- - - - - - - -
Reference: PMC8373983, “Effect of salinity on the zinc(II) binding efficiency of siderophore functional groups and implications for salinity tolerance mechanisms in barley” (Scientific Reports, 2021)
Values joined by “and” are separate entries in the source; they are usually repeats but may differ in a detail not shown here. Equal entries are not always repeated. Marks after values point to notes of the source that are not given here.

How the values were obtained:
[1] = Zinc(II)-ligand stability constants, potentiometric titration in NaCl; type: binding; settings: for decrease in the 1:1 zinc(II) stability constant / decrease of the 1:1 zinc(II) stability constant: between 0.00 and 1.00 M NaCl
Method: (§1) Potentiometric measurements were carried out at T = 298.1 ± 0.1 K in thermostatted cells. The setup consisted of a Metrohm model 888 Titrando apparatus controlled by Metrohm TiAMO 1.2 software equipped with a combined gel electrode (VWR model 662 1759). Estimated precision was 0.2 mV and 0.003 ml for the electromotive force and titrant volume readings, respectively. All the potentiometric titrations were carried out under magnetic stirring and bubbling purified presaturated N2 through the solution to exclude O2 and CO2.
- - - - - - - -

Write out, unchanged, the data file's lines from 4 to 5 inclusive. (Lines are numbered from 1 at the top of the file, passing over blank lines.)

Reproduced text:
[1] = Zinc(II)-ligand stability constants, potentiometric titration in NaCl; type: binding; settings: for decrease in the 1:1 zinc(II) stability constant / decrease of the 1:1 zinc(II) stability constant: between 0.00 and 1.00 M NaCl
Method: (§1) Potentiometric measurements were carried out at T = 298.1 ± 0.1 K in thermostatted cells. The setup consisted of a Metrohm model 888 Titrando apparatus controlled by Metrohm TiAMO 1.2 software equipped with a combined gel electrode (VWR model 662 1759). Estimated precision was 0.2 mV and 0.003 ml for the electromotive force and titrant volume readings, respectively. All the potentiometric titrations were carried out under magnetic stirring and bubbling purified presaturated N2 through the solution to exclude O2 and CO2.